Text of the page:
Wednesday, July 18, 2007

Not having listened to this in quite a while, I had it in my head that Side One from "Trio and Duet" (I believe it's Composition 36 in the current catalog) was as close as Braxton came to eai. Well, maybe it is, at least from earlier in his career, but it's really not very close at all. I was probably thinking of the extended, drone-like stretches but those actually occur mostly in the written passages. That plus Richard Teitelbaum's presence; he does engage in a few moments that, removed from context, might throw some listeners, but does far more active burbling than contemplative playing.

That said, it remains a favorite Braxton piece of mine. The theme is just gorgeous, one of the all-too-few beautiful dirge-like lines he wrote in the early 70s (another, best of all imho, serves as the basis for the last track on "New York, Fall, 1974" which is next on my hit parade). In fact, listened to now, the theme's couple of appearances are easily the highlight of the track. In between, the improvising of AB, Leo Smith and Teitelbaum is OK but really meanders off from everything the theme opens up.

One of the first concert events of this sort of music I ever attended was the Braxton/Teitelbaum duo that took place at Mt. Tremper on June 10, 1976, subsequently issued as "Time Zones" on Arista and reissued since with "Silence". Aside from my first live exposure to Braxton, it was also the first time I'd seen a synthesizer handled in non-keyboard fashion, having aurally teethed on Keith Emerson and his ilk. It was pretty revelatory to see Teitelbaum manipulating dozens of jacks and generating sounds that bore little or no relation to standard musical tones. Still, I've never really warmed to his playing. There was a point in the mid 80s where he and Braxton worked together (there's that double LP on Hat, I forget the name) and began to get into an almost rockish groove on occasion that got fairly exciting. I caught them at SOBs (!) around then on a double bill with Blood Ulmer (!!) and they rocked the place.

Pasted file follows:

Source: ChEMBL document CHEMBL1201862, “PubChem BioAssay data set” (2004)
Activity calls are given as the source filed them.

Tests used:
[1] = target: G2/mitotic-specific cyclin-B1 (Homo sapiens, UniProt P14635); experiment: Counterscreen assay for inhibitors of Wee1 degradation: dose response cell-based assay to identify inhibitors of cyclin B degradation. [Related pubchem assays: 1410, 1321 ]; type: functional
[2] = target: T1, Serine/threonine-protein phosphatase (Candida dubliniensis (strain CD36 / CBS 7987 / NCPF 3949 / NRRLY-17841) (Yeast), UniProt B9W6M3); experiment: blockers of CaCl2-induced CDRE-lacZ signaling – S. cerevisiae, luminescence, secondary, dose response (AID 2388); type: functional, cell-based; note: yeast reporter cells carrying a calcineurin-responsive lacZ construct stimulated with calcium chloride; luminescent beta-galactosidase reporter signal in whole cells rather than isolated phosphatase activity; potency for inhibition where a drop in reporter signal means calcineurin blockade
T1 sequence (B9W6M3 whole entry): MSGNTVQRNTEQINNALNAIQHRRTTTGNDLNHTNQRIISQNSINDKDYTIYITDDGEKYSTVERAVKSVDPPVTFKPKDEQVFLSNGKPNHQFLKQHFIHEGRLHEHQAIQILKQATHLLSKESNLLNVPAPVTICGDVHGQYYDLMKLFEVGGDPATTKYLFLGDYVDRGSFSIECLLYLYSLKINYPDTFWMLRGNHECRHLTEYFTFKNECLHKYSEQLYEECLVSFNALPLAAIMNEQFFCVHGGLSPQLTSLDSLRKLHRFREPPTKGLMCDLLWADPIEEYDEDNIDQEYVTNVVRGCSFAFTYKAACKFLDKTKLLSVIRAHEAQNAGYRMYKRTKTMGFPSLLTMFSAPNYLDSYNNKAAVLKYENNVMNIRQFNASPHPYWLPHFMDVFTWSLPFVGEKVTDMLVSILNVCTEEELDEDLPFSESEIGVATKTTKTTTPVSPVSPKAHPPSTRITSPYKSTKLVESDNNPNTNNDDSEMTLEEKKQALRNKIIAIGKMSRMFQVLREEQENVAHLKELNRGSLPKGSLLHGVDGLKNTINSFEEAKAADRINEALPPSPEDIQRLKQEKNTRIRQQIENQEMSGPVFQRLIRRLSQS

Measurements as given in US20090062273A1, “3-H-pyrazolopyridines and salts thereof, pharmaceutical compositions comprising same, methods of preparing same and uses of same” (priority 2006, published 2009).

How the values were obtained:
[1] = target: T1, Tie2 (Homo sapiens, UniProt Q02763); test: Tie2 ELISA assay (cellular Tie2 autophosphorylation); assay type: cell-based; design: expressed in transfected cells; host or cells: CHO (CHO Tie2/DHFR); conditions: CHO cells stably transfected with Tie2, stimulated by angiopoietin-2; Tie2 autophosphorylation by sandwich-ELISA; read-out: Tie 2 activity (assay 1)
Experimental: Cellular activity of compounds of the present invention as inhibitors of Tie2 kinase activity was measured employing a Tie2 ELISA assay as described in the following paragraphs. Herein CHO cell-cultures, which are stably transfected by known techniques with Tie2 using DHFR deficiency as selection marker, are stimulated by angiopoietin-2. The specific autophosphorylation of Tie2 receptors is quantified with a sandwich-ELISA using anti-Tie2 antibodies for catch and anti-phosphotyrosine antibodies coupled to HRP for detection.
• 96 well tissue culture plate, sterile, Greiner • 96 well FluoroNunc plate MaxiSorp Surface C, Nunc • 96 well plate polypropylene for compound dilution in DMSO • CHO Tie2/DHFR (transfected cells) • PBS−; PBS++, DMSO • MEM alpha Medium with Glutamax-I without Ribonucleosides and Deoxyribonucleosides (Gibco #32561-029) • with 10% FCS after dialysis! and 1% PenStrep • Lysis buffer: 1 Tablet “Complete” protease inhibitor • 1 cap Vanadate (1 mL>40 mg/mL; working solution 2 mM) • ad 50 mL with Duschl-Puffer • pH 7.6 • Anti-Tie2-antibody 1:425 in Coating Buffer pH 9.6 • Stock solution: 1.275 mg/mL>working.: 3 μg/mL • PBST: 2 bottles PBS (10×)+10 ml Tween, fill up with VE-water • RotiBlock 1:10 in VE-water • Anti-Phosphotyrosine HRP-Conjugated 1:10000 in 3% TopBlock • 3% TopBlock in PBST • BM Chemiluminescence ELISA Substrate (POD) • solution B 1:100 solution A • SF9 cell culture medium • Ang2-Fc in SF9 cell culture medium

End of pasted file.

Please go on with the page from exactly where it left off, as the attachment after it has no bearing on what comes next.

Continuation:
Of course, Side Two of the record in question is three duets with Holland on standards. Braxton seemed to have a penchant at the time for picking works from the repertoire that included "You" in the title: "You Go to My Head", "Embraceable You", "You Stepped Out of a Dream", etc. They're fine, though admittedly a bit boring at this point. Holland is absurdly agile, though.


Herb Levy said...

I know that I was lucky in my relation to this music both in perms of concerts and recordings (I was in Madison when Cecil Taylor and Bill Dixon were teaching, while Chuck Nessa was also managing a record store there and later had access through record store and radio work to a ton of promos), but it's really difficult for me to imagine getting an accurate handle on Braxton's early music (late '60s-mid-70s) without attention to his ensemble discs on Delmark, BYG and other labels from that time.

Nor, for that matter, outside the context of all the albums coming out by other AACM groups led by Abrams, Jarman, Mitchell et al.

Or maybe I'm misunderstanding your organization here and you're moving from solo to duos to larger groups or something. But it doesn't seem like this is the case.

Also, I don't think I have access to an e-address for you, but it seems that I may have a chance of getting down to San Antonio around when you're there, so please get in touch with me about details; .

Brian Olewnick said...

Hi Herb,

Yeah, I'm simply trawling through my vinyl which is, of course, arranged in alpha/chrono fashion. By and large this would sync up with the sequence I heard the LPs, though not always. With Brax, I'd heard a little bit (iirc) of his BYG things on radio but actually never got to owning them until much later on disc. Going from memory, I probably got this shortly after the first Arista album, before the second.

I was previously familiar with the AEC and others at the time, so Trio & Duet wasn't an entirely new experience. If anything, the synth sounds were something different, though I was aware of Sun Ra by then as well.

And of course, the redoubtable Mr. Emerson!

Herb Levy said...

Yes, I also think it's time for musicians like Keith Emerson to be doubted again.

But then, I was never much of a prog fan.

Brian Olewnick said...

Too bad AB and Teitelbaum never thought to cover "Lucky Man".